England was once so proud of its colonial regime that it boasted, “The sun never sets on the British empire.” Today, colonialism is a bad word. It is fashionable to say we live in a ‘post-colonial’ world.
The truth is the world continues to involve relations of domination and exploitation, under new names: “globalization,” for example.
None of this is news to observers of history and contemporary affairs. The “Occupy” movement, whatever else it may be, is evidence of widespread awareness that 1 percent of the population dominates 99 percent, an arrangement similar to colonialism except it happens within as well as between nations.
The interesting—and complicated—thing about colonialism is that it encompasses not just politics and economics, but consciousness. Critical theorists such as Frantz Fanon and Paulo Freire have pointed this out.
Fanon, a black man born in the French colony of Martinique, became a world-renowned psychoanalyst and philosopher, working in Algeria. He wrote, “For a colonized people the most essential value, because the most concrete, is first and foremost the land: the land which will bring them bread and, above all, dignity” [The Wretched of the Earth].
Fanon’s study of psychology and sociology led him to the further conclusion that colonized people perpetuate their condition by striving to emulate the culture and ideas of their oppressors. He wrote, “Imperialism leaves behind germs of rot which we must clinically detect and remove from our land but from our minds as well.”
Paulo Freire, a Brazilian educator, is best known for his development of what might be called ‘liberation literacy,’ teaching literacy and political awareness together. Freire agreed with Fanon, “The oppressed want at any cost to resemble the oppressors.” He said, “the oppressed must be their own example.” Unlike Fanon, he argued that oppressors also could (and those who wanted to end colonialism must) change their own thinking: “those who authentically commit themselves to the people must re-examine themselves constantly” [Pedagogy of the Oppressed].
How do we apply these thoughts to the situation of American Indians today? The problems start with the notion that the United States is not a colonial power, or that the colonial era of American history is over. These notions are sometimes stated openly, more often concealed as assumptions behind our rhetoric.
When an Indian speaks about “our country,” what country is being talked about? Is it an Indigenous Nation or the United States? When an Indian refers to “my President,” which president is being discussed, the president of an Indigenous Nation or the president of the U.S.? These kinds of statements need to be examined to determine whether the speaker is asserting something that supports or undermines consciousness of Indigenous sovereignty.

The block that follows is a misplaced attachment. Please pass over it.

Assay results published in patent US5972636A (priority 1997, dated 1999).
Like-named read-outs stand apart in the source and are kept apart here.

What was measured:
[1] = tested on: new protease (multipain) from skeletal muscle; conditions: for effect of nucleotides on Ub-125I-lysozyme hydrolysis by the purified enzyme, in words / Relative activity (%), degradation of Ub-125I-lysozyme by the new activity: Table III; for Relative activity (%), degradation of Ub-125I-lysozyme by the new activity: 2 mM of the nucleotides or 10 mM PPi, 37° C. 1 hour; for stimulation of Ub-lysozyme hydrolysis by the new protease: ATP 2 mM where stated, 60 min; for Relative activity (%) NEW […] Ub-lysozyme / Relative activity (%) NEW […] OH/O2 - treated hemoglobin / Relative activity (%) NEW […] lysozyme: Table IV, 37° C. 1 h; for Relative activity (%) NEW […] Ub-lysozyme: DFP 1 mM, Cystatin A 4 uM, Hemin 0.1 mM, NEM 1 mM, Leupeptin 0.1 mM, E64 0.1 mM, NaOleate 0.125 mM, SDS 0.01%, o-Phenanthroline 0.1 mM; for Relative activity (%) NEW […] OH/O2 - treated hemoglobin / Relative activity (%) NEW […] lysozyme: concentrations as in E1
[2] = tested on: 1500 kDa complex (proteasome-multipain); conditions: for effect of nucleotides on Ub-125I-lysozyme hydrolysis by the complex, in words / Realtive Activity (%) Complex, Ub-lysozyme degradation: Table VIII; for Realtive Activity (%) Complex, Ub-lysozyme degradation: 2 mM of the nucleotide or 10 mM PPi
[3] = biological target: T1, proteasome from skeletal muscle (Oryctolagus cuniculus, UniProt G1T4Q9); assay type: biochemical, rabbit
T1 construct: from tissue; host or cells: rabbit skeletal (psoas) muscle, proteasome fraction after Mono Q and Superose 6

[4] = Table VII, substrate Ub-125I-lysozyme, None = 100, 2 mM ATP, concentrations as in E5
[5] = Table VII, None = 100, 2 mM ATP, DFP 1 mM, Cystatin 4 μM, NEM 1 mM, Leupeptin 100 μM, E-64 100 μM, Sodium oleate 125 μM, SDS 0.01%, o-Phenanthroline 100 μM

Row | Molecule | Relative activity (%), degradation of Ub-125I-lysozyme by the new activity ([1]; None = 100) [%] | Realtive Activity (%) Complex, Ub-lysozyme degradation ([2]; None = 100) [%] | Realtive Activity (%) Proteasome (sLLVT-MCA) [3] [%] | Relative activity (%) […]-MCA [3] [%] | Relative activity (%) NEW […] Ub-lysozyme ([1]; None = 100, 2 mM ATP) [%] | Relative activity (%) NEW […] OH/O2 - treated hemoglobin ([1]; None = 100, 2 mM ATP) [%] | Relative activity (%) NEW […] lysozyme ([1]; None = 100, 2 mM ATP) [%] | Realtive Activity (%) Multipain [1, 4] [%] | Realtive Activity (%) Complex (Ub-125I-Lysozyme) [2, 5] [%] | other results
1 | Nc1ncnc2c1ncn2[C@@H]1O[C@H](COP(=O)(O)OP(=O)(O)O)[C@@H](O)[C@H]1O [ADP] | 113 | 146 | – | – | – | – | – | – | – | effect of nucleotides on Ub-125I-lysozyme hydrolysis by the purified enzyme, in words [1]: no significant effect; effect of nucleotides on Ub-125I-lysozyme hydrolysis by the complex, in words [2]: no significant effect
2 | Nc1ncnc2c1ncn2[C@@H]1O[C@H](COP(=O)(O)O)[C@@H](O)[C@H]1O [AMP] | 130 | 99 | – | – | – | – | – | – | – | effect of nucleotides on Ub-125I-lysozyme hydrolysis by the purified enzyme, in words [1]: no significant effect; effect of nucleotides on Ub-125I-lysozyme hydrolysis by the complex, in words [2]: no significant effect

The 1924 Indian Citizenship Act declared, “all non-citizen Indians born within the territorial limits of the United States…are…citizens.” Reaction among Indians was diverse, some welcoming the chance to more closely assimilate and others wary of the loss of Indigenous sovereignty. Prior citizenship acts had been tied to allotment, for example. Non-Indians were also divided in their views, some saying citizenship would “redeem… the tribes,” and others saying citizenship would empower Indians.
It may be the case that an Indian values U.S. citizenship and seeks an active role in the political system that dominates Indian nations. This approach may have some utilitarian value in struggling for Indian self-determination; but it is an approach fraught with difficulty because it uses language that can trap the speaker and listeners in an illusion of self-determination and cause them to miss opportunities for the real thing.
Patrice Lumumba, the first indigenous leader of the Republic of the Congo, called for mental decolonization in his speech to the 1960 Pan-African Congress, saying we have to “rediscover our most intimate selves and rid ourselves of mental attitudes and complexes and habits that colonization … trapped us in for centuries.” Lumumba thought it possible to work together with the former Belgian oppressors; for their part, they saw him as an enemy and facilitated his assassination.
We might say that collaboration among Indian nations and the U.S. is the best of both worlds. Even here, however, we must be careful. To ‘collaborate,’ in its root meaning, is to ‘work together’; but there is also a different meaning: ‘traitorous cooperation with the enemy.’ Which of these we mean—and which we engage in—depends on whether our minds are decolonized. ‘Working together’ requires all participants to work on themselves, their thinking, assumptions, perspectives, beliefs, and habits of mind. Decolonization is personal and political.
Peter d’Errico graduated from Yale Law School in 1968 before becoming a staff attorney for Dinebeiina Nahiilna Be Agaditahe Navajo Legal Services from 1968 to 1970. He taught Legal Studies at University of Massachusetts, Amherst from 1970 to 2002 and is currently a consulting attorney on indigenous issues.